26 August – 26 November 2000
City Gallery, Wellington
Parihaka is a groundbreaking exhibition highlighting the story of Parihaka Paa and its two remarkable leaders - Te Whiti o Rongomai and Tohu Kakahi. It presents some of the greatest artworks produced in this country in the last few decades, alongside contemporary works and a wealth of historical material, some of which has never been seen in public before.
“Parihaka is one of Wellington City’s major contributions for the Millennium year,” says Paula Savage, Gallery director. On display will be works by artists such as Colin McCahon, Ralph Hotere, Tony Fomison and Gordon Walters, who were inspired by the events and personalities of Parihaka. A $75,000 Lottery General Millennium Grant has also enabled the Gallery to commission major new works of art by 15 of Aotearoa New Zealand’s leading artists. After Parihaka, these artworks will be gifted by the artists back to Parihaka Paa.
“This exhibition will offer people an experience of some of the most searching artworks produced in this country,” says Ms Savage. “It will alert people to past and present realities at a time when we are all taking stock of our past and looking to the future.”
Begun in 1994, the ambitious Parihaka project is a partnership between Parihaka Paa Trustees and Papakainga, and City Gallery Wellington. The Gallery has worked closely with Parihaka Papakainga representatives Te Miringa Hohaia and Labour Southern Maori MP Mahara Okeroa in the realisation of the project.
Parihaka spokesman Te Miringa Hohaia says “Parihaka the exhibition is the voice of the people of the Parihaka Paa in collusion with artists, writers and poets and City Gallery Wellington. It brings to the fore the legacy of the Parihaka War for Peace in the lives of Te Whiti o Rongomai, Tohu Kakahi and their people. It shows their place in the Maaori vision for independence and self determination, tying in our generation’s hopes dreams and actions in the year 2000.”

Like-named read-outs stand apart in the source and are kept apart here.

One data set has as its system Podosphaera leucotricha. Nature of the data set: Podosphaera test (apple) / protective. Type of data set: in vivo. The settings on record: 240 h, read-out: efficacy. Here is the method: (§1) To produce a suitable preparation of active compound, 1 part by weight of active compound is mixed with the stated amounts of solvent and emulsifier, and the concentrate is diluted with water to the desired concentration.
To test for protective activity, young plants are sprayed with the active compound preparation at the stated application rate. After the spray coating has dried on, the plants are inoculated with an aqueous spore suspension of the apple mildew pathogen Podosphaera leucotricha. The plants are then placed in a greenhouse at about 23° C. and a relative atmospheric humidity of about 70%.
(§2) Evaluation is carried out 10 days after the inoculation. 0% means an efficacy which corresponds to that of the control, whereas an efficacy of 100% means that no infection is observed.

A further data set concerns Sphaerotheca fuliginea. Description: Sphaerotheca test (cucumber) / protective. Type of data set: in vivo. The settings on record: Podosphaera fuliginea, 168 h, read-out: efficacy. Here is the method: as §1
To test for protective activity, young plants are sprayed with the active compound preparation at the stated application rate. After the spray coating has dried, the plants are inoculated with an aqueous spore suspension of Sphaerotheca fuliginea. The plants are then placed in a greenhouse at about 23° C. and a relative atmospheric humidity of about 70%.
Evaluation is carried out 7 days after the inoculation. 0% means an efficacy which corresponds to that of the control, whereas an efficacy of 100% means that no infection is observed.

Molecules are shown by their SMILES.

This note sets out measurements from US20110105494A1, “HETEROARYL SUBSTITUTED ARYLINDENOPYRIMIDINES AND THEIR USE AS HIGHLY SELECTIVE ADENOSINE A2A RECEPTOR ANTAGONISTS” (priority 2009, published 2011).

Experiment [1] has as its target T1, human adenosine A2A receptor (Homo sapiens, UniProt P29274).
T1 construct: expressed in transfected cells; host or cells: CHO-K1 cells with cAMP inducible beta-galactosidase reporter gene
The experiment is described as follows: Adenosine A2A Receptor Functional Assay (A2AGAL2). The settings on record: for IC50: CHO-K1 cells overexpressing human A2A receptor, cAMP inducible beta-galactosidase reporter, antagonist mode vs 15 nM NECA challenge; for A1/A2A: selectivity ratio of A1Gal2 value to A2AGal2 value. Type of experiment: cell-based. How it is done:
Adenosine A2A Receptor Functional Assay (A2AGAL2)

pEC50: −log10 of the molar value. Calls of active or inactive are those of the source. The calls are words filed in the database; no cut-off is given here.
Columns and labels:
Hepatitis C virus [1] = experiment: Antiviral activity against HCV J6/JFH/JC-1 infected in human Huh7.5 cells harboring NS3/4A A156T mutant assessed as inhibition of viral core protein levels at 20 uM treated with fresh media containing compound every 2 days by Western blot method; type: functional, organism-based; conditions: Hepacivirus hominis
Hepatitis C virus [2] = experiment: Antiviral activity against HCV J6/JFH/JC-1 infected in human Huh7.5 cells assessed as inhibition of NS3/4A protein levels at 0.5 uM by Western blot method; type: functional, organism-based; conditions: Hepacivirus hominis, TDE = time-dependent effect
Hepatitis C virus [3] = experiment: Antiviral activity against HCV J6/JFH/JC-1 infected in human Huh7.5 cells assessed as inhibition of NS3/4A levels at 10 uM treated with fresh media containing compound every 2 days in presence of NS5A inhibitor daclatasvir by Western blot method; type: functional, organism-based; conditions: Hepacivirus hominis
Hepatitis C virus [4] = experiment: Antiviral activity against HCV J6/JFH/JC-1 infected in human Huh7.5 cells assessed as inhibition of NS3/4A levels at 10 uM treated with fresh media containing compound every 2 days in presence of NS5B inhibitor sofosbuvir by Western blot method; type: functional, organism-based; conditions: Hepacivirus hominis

Te Miringa Hohaia comments “The exhibition is a voice joining that of the Parihaka leaders and its people. As such it gives new body to the words from Tohu Kakahi to his people when he said: ‘Your voices will never be suppressed nor silenced by the great powers or influences of this land. Nor by the great powers or influences of the world will your voices be terminated’.”
“Parihaka the exhibition is a result of incorruptible leadership in terms of Te Whiti and Tohu, inspiring artists and writers to speak for themselves now. It is also a powerful indication from the people of Parihaka Paa that their voice will cry out until the War of Tohu and Te Whiti be brought to a foundation of peace so that we can live side by side on the land,” says Te Miringa Hohaia.
The story of Parihaka and its two leaders, Te Whiti o Rongomai and Tohu Kakahi, is highly significant in this country’s history. In their efforts to maintain the land and rights of Taranaki iwi, Te Whiti and Tohu led a campaign of passive resistance against the colonial forces from the 1860s onwards. The teachings of Te Whiti - symbolised by the raukura, or white feather of peace - have inspired artists and writers, political activists, social advocates, religious thinkers, philosophers and clergy in New Zealand and abroad. The teachings of Parihaka were noted, for example, by Mahatma Gandhi. The passive resistance actions led by Te Whiti and Tohu at Parihaka were 55 years before Gandhi’s passive resistance campaign in India.
An extensive programme of artist and writers’ talks, lectures, poetry readings, musical performances and tours (in both Te Reo Maori and English) has been developed. These events will explore the continuing significance of Parihaka for New Zealanders from all walks of life. Accompanying the exhibition is a collection of historical photographs, drawings, documents and artefacts. Two photographic portraits of Te Whiti o Rongomai and Tohu Kakahi, printed from the original glass negatives with the permission of the people of Parihaka, will be displayed in public for the first time.
Parihaka continues to inspire
new generations of artists and writers, says Ms Savage. “The
artworks in Parihaka will be poignant reflections of - and
meditations on - the significance of Parihaka in New
Zealand’s history and culture. It will examine Maori and
Pakeha cultural relationships on many levels: spiritual,
political and personal.”
Parihaka is a partnership between The Parihaka Paa Trustees and Papakainga, and City Gallery Wellington.
Generously supported by The New Zealand Millennium Office and the Lottery Grants Board, and Creative New Zealand.